307 pages, colour photos
This is the story of an extraordinary job, in an extraordinary place. As one of the rangers, Michael Anderson was there to eradicate the cats and control the rabbits. Feral cats, European rabbits, black rats and house mice were introduced to Macquarie Island back in the sealing days. Sub-Antarctic Macquarie Island is a thin sliver of land cast adrift amidst the world's greatest ocean, 1500 kilometres south east of Hobart, Tasmania. The plateau that stretches most of the length of the island slopes steeply to narrow coastal terraces and storm-lashed, rocky shores. The climate is vicious: an average 280 days of strong wind a year, 90 days at gale force. On most days some form of precipitation falls, whether rain, drizzle, hail or snow. In summer the island is home to around four million penguins and tens of thousands of seals, as well as albatrosses and several species of burrow-nesting seabirds.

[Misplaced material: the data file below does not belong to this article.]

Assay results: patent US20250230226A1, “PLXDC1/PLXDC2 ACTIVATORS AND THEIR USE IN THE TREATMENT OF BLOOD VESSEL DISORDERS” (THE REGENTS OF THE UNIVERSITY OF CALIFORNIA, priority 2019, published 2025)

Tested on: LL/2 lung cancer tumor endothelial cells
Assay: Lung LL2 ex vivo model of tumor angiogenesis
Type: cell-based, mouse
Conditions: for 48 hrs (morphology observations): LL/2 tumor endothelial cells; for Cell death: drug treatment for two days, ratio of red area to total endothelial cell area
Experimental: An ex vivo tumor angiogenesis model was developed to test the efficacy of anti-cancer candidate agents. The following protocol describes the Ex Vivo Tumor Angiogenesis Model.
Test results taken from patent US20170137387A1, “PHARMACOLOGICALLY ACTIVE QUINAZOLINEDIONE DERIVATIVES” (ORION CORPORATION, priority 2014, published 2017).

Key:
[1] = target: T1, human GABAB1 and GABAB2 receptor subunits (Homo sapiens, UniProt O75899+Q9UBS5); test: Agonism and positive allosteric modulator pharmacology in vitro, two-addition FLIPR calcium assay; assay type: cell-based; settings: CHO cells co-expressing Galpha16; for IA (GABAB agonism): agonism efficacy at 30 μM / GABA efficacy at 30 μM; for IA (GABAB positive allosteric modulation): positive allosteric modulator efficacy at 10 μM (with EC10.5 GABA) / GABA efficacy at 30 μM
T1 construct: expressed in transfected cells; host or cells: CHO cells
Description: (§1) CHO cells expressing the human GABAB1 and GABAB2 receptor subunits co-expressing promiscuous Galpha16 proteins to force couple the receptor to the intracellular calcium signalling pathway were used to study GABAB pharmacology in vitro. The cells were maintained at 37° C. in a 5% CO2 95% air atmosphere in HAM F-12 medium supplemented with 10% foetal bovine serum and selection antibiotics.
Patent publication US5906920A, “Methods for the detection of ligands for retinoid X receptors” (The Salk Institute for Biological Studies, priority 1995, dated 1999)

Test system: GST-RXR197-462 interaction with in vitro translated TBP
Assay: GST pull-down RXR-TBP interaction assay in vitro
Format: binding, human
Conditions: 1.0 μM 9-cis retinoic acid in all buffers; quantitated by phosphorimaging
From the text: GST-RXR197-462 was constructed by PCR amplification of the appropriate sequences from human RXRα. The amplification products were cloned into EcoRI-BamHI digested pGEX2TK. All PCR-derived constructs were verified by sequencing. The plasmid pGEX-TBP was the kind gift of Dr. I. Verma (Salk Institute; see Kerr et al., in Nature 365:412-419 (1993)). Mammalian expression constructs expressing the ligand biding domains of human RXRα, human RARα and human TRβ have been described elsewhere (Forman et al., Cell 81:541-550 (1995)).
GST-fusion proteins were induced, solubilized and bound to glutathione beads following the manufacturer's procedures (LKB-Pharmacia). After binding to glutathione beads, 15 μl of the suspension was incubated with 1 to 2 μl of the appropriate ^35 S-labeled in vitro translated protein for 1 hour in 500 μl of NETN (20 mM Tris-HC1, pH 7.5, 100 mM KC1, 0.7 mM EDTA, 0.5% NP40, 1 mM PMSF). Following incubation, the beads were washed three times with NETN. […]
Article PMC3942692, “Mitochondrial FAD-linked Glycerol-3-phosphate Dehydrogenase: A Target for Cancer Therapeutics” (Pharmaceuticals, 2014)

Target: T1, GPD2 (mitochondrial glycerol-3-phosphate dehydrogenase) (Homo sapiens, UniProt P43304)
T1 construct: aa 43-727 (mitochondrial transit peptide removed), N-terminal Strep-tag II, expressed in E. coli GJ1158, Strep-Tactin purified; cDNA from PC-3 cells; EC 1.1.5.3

Feral Dilemma is both the personal response of a ranger working to eliminate feral cats in a most challenging environment, and a philosophical probing into this "feral dilemma". Feral Dilemma immerses the reader in a world of sub-zero temperatures, gales, stink and struggle contrasted with the glory of an aurora or the majesty of an albatross. The narrative is immediate, raw and colourful, yet sometimes also lyrical. It is a marriage of science and poetry, told by a man who has fallen in love with a wild island.
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